In the 1994 movie, Forrest Gump, what was Forrest Gump's IQ?
If you know the answer, send an email to contactus@naset.org
All answers must be submitted no later than Monday, September 13, 2010 at 12:00 p.m.

Turning Dyslexia Into a Virtue

Kendrick Meek and Francesca Yabraian are two fighters in a vast army that has been waging war against a common foe, for what seems like forever. They don't know each other - he is a Florida congressman now running for a Senate seat; she is a researcher and a computer expert. But they shared a common struggle to learn and accomplish, because they are among the millions of Americans who have been diagnosed with dyslexia, a learning disability in makes it difficult to process letters and words. Dyslexia has been known to lead others to misjudge an individual's true intelligence and ability to learn and accomplish. Indeed, Meek and Yabraian have spoken separately to Florida audiences about their battles - telling stories that are heartbreakingly poignant and strikingly similar. Meek, an African-American Democrat from Miami who was raised in the inner-city community known as Liberty City, tells his story these days as a way of introducing himself as the Democratic candidate for Senate. (He won last week's primary as a long shot, defeating mega-spending billionaire, Jeff Greene. Now he's again a long-shot, facing two powerfully financed opponents: former state House Speaker Marco Rubio, a conservative Republican; and the current governor, Charlie Crist, an ex-Republican who just declared himself an independent.) To read more, click here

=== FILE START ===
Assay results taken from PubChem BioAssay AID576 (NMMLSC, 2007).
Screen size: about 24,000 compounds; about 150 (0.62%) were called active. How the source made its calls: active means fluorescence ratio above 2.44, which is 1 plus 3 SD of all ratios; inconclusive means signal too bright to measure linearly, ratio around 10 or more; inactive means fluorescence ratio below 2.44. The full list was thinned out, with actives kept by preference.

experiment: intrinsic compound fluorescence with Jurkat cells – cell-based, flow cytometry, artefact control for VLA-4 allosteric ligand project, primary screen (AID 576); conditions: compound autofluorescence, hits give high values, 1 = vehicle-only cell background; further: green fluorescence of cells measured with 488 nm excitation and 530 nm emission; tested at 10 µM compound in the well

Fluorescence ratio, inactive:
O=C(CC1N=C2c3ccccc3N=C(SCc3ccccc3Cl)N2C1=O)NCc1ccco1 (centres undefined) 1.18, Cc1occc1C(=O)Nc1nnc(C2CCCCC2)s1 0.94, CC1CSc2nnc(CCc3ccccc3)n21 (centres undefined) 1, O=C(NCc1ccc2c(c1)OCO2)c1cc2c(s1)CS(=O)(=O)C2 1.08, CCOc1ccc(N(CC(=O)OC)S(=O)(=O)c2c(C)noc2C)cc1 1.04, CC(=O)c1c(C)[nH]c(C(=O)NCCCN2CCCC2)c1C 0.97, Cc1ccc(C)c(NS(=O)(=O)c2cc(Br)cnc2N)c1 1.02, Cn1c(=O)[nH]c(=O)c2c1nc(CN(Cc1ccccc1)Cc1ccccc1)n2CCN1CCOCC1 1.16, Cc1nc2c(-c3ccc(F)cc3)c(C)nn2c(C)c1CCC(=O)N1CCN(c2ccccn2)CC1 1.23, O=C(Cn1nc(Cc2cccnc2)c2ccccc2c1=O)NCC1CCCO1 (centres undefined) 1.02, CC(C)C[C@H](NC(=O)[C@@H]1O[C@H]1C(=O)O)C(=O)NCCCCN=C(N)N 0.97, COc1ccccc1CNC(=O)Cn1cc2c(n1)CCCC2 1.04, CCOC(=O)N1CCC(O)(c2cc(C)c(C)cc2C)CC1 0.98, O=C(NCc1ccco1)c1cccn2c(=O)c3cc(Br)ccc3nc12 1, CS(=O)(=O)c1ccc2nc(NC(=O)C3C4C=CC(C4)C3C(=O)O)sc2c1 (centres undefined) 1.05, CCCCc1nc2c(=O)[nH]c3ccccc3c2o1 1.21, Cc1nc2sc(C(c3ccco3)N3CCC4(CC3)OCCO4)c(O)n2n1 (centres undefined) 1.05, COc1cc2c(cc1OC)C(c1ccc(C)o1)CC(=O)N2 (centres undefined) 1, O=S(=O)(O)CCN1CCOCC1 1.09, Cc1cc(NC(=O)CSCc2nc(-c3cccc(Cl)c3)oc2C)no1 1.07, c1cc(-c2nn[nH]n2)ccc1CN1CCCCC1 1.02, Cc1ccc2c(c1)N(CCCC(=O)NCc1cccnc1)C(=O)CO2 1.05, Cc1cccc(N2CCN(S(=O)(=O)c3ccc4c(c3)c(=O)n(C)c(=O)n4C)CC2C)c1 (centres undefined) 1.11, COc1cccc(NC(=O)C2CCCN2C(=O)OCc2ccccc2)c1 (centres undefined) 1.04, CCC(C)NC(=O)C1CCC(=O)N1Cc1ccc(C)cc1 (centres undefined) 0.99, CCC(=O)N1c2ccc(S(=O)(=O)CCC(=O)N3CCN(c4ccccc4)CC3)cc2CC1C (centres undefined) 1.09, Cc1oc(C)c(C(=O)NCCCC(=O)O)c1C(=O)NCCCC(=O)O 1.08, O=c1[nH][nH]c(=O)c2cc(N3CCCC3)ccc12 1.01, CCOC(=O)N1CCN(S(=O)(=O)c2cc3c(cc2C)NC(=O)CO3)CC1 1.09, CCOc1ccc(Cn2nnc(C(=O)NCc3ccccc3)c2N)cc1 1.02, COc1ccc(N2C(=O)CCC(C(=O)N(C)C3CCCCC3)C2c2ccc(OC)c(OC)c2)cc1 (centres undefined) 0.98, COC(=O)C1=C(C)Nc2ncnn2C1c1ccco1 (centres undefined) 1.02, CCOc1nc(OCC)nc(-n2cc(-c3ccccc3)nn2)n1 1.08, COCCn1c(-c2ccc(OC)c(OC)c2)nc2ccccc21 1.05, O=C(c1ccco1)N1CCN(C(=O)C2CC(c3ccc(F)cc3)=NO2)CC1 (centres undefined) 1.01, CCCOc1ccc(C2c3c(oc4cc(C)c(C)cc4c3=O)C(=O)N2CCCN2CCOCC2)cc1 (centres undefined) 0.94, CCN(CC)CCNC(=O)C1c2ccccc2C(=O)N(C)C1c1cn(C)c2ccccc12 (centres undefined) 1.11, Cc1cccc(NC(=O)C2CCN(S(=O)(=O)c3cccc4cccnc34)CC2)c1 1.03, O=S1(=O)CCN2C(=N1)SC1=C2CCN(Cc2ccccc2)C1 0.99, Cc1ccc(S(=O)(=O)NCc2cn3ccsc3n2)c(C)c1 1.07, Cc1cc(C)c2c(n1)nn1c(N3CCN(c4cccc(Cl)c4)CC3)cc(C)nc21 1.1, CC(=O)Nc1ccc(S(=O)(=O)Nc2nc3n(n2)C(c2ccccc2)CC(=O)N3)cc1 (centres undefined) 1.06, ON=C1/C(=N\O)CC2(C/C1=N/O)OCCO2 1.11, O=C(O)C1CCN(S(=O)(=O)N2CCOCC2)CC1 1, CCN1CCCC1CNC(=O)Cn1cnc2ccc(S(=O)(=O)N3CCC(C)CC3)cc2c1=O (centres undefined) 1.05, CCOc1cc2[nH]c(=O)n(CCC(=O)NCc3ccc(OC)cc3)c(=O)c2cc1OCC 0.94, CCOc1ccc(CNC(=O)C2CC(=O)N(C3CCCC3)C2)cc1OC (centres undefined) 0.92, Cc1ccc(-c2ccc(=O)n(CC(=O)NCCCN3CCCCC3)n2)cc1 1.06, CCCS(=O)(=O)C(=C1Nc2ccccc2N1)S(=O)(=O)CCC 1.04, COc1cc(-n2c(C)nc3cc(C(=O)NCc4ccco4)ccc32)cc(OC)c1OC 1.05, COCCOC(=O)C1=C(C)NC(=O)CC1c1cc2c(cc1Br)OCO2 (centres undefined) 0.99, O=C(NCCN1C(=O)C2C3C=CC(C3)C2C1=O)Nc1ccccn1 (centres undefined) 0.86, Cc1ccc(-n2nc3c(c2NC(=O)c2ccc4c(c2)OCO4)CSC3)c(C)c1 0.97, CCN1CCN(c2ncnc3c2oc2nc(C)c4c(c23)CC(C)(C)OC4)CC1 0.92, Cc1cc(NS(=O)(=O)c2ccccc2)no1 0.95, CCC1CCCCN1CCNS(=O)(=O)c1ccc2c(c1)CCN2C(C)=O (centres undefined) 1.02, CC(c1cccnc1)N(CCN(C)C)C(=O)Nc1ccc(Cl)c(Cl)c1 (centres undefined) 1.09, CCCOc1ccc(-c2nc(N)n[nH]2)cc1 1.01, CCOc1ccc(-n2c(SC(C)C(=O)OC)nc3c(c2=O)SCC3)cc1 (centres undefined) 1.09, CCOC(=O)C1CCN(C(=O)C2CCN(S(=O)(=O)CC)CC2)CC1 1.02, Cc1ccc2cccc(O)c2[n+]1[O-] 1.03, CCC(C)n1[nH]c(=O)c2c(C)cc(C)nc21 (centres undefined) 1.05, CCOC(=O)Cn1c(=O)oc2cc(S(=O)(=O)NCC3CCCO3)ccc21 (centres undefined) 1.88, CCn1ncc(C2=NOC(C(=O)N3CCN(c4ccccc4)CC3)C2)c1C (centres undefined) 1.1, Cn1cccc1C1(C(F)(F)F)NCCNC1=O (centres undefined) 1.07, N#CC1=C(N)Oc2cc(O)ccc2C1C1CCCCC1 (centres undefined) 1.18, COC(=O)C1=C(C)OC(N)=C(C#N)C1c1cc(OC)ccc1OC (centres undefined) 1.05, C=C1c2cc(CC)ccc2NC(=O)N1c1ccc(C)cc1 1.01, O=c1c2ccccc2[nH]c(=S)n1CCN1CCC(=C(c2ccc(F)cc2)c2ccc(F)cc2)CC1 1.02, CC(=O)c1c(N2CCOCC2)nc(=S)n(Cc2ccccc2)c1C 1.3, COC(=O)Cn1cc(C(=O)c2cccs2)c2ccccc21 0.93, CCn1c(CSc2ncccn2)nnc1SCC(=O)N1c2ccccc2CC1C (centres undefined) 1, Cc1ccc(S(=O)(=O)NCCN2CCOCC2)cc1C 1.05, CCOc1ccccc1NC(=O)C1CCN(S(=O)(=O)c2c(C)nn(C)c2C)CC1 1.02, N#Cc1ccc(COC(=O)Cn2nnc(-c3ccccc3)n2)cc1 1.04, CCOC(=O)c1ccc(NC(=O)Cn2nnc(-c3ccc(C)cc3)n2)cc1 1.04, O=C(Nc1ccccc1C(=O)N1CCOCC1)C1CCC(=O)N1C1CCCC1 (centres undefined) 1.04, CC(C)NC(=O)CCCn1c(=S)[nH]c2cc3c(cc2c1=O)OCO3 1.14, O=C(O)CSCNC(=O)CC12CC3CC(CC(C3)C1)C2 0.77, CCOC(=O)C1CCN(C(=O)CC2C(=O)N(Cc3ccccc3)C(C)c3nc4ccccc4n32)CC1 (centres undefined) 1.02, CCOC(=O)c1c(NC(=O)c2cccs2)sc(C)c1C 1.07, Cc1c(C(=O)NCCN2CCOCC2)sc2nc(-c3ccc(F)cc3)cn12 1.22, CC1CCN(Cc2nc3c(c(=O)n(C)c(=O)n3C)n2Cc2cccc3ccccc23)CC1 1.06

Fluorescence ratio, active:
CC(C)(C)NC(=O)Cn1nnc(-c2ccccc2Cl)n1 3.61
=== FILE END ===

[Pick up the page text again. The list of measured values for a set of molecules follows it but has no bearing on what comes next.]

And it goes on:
New Common Core Tests to Shelve "Modified Achievement Standards

I've been pecking away at an article about the push toward common academic standards and students with disabilities for a little while now, but this tidbit is too interesting to hold on to: Today, Education Secretary Arne Duncan announced the winners of a competition to design tests that will accompany these state standards. In his remarks, he made several direct references to what these new tests may mean for students with learning differences:

This new generation of mathematics and English language arts assessments will cover all students in grades 3 through 8 and be used at least once in high school in every state that chooses to use them. In addition, the [Parternship for Assessment of Readiness for College and Careers] consortium will develop optional performance tasks to assess literacy and mathematics knowledge and skills in kindergarten through 2nd grade.